Years ago when I first heard agencies and corporations talking about “Analytics,” I must confess, I got a little worried. As someone with a graduate degree in applied statistics, I had a definite perception of what the term “Analytics” means. In my mind the term Analytics was related to the use of statistics, mathematics, and predictive modeling to find patterns, meaning, and probabilities in data. As many around me in business and marketing circles bandied around the term “Analytics,” for a short period I saw my training in data science becoming somewhat useless as it seemed that everyone now had the ability to develop “Analytics.”
I now realize that this is not entirely true.
The purpose of this article is to draw a distinction between the different types of Analytics because they are not all the same.
The term “Analytics” has become a blanket term that includes:
Predictive Analytics is used in both Advanced Analytics and Machine Learning/Artificial Intelligence.
Often referred to as “Analytics,” reporting refers to the process of exploring data (e.g. with frequency counts or crosstabs) and generating a report of the findings. Fundamentally, this process turns raw data into actionable information.
Technically, reporting is not Analytics but it is described as such by many in marketing as Analytics. A readily accepted definition of Analytics in mathematical and statistical circles is the use of statistics, mathematics, and predictive modeling to find patterns, meaning, and probabilities in data.
Reporting is geared towards examining the outcomes of “past” marketing efforts and decisions. It is typically a rear-view mirror approach and does not provide projections about the future. The biggest benefit of Reporting is that it is immediate and it can zone in on the where and what; however, Reporting does not provide any detail on the why.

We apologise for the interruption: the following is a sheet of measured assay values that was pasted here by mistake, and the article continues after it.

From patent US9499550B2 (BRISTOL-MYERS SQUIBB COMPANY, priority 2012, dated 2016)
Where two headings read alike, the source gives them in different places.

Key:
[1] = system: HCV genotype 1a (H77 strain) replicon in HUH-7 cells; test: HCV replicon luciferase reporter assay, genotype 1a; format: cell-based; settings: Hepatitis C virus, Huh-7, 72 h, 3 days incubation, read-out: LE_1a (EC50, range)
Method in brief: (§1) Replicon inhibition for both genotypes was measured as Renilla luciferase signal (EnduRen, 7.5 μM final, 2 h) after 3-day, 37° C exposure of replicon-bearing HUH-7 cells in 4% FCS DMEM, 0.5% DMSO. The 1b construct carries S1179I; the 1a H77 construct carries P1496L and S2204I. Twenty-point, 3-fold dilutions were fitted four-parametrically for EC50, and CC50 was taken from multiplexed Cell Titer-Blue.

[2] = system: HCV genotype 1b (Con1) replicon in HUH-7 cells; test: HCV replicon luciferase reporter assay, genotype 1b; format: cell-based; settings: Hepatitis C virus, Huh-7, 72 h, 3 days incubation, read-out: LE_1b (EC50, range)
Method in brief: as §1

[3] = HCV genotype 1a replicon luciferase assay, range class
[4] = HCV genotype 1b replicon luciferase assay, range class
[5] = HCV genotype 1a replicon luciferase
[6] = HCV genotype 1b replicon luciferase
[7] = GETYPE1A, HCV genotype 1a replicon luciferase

Advanced Analytics is the analysis of data or content using sophisticated tools and statistical techniques to obtain rich insights, make predictions, and/or make recommendations. Techniques used in advanced analytics range from data/text mining to forecasting and visualization, and include:
Advanced Analytics typically requires substantial human intervention. A special category of Advanced Analytics occurs when Machine Learning/Artificial Intelligence is involved.
MACHINE LEARNING/ARTIFICIAL INTELLIGENCE
Machine Learning or Artificial Intelligence is where the Analytics processor becomes smarter over time and is able to “understand” and optimize itself with less direction from humans.
Predictive Analytics includes a variety of Advanced Analytics approaches from data mining and statistics to analyze current and historical data in order to make predictions about the future. Predictive models leverage patterns in survey, historical, and transactional data to identify opportunities and risks by applying the principles of probability theory. These tools allow businesses to set business strategies based on future projected customer activities and help justify marketing efforts. Machine Learning is also sometimes incorporated into predictive models.
APPLICATIONS OF PREDICTIVE ANALYTICS
Predictive analytics is applied to many different types of projects. Some examples of Predictive Analytics used in marketing include:
WHAT IS ANALYTICS?
Using a strict mathematical or statistical definition of “Analytics,” the discipline includes:
Reporting, labeled by some as “Analytics” is not technically Analytics. However, all types of Reporting and Analytics are important tools in the marketer’s tool box.
Predictive Analytics are some of the most effective tools in the marketing arsenal. Reporting is taking a rear-view mirror approach. Predictive Analytics is akin to having a crystal ball to look into the future.
Kirsty Nunez is the President and Chief Research Strategist at Q2 Insights, Inc., a research and innovation consulting firm with offices in San Diego and New Orleans. One area in which Q2 Insights is well practiced and well-known is Predictive Analytics. If you would like to learn more, please reach out to Kirsty at (760) 230-2950 ext. 1 or email@example.com.
This entry was posted in Market Research and tagged on June 18, 2018 by Q2 Insights